“This is the last day of our conference in Budapest. It was a blast, a creative and committed community flowing over with examples and good practices.”
We posted a response on The Escapist’s forum (as a reply to a topic created about us) that pretty much sums up our feelings and ideas towards the conference. Check it out:
as one of the creators of GameOverHate I wanted to give some comments regarding this conversation.
Our team of volunteers undertook this endeavour because having to “deal with it” is rather pointless, if the options for dealing with it are either excluding the social factor of MMOs or dropping playing with other people. I am also convinced that a reflection on the terms community and MMO would not hurt every now and then. Recent announcements of Youtube and Gamespot are making pretty clear that the frequent outbursts of hate need to be addressed stronger.
What we are facilitating is an sphere of common interests between the gaming community and the campaign against hate speech of Council of Europe (http://nohatespeechmovement.org/). Therefore we are very much emphasising the Human Rights angle of this debate. Defending Free Speech is quite questionable if that results in diminishing the Human Rights of others. Why defend the right to speak freely of any asshat, attacking women or people of colour and others, instead of defending the other people’s right to equality, dignity or participation in cultural life? PvP is more fun without sore losers, co-op without rambling hate, competition is carried to the next level, if you have proper team work.
It is a rather wearily attitude to accept that hate as part of the game instead of contributing to change the community. Accepting that creates dieing communities. It is a self-fulfilling prophecy to say “haters gonna hate” and just shut up until players are forced to quit playing games or worst. It is of little surprise that the most popular MMOs have community management beyond the mute button.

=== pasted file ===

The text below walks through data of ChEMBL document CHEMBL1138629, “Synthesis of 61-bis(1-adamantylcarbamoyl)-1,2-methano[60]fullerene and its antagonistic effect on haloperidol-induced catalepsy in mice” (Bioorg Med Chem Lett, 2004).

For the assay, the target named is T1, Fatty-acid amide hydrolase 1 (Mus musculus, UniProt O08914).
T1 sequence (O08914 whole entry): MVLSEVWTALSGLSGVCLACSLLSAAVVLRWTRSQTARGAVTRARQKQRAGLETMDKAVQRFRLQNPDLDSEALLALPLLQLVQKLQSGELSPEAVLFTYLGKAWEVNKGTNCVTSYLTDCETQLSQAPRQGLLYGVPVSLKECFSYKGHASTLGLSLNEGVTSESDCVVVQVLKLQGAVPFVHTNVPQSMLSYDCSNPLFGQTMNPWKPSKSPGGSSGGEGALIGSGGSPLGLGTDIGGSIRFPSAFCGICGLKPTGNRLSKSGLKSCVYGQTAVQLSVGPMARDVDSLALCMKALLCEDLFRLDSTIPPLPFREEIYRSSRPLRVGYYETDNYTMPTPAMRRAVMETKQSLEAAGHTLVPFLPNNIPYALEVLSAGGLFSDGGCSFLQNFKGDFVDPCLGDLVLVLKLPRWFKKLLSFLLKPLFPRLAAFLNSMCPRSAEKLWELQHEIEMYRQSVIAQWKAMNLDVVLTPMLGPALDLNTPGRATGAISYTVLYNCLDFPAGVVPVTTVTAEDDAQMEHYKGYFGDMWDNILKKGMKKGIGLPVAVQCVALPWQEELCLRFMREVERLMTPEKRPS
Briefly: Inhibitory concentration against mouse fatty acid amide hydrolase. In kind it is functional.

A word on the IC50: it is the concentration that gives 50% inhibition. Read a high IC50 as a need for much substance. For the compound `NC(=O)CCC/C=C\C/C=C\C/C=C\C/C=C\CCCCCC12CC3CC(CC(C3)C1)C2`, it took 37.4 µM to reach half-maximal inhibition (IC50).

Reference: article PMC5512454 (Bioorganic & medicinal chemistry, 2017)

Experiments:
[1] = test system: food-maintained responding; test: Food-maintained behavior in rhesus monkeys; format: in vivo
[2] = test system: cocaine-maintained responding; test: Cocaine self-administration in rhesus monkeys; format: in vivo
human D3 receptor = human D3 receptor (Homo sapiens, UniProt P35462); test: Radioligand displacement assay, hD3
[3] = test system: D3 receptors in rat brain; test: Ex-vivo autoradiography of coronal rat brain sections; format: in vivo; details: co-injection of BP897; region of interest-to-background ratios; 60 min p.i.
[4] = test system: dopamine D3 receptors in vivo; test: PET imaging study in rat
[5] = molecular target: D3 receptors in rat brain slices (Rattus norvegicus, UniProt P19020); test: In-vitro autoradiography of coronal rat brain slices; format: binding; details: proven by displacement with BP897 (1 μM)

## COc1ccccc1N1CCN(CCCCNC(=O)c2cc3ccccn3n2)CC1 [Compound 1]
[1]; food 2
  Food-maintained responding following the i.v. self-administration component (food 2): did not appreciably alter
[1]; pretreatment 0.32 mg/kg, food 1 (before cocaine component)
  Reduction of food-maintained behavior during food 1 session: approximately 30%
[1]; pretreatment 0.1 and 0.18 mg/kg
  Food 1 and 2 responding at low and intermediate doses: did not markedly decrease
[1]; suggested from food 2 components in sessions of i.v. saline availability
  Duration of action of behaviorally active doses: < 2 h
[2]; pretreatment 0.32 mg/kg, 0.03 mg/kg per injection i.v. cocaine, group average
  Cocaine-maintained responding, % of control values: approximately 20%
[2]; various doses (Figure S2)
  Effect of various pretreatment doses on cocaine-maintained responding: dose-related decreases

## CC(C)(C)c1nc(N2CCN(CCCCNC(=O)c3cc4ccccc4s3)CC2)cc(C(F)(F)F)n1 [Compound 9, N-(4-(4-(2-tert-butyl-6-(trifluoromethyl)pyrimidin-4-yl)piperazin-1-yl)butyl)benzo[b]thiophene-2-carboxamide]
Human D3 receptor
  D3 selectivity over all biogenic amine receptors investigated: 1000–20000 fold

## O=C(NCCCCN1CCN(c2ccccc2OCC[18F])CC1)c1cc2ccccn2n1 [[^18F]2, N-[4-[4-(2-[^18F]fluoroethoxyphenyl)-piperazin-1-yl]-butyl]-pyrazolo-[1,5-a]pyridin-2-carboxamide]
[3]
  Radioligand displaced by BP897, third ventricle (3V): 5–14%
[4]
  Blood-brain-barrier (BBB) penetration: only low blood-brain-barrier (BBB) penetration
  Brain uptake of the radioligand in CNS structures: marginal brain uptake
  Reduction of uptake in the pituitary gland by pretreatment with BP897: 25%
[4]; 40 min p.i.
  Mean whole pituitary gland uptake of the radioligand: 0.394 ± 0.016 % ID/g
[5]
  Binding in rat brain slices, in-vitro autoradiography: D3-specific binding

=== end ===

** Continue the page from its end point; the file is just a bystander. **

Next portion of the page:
Changes to a bad community do not happen over night. Brian Crecente, co-founder of Polygon pointed out at GameOverHate that it is much harder to introduce changes to the community at a later stage. The thing is, introducing a hate-free community from scratch is much easier. If you let the players rage for a couple of month and then try to change them, it becomes a matter of education; hard on the people that are used to vent and offend. Haters need victims but victims do not need haters. We are seeking to empower players that play inclusively and facilitate a network that is supporting them.
We are not looking to create change from scratch. There is plenty of initiatives out there, most of them USA based and we want to bring the discussion to Europe too; gamers are a global community after all. We had inputs from the European Game Developers Federation, Polygon, CCP Games and the MIT GameLab. We discussed big cases like Feminist Frequency or Gamepot’s GTA V review, as well as smaller cases which you can find all over the internet. We are still looking for input and feedback and will continue to gather cases and information.
This is the last day of our conference in Budapest. It was a blast, a creative and committed community flowing over with examples and good practices. Cherry in top was the social programme with foxes, disco, lots of mustaches and Nightmare 2.0. Greetings to the Escapist community from sunny Budapest and let’s chat some time, unless we are already on mute.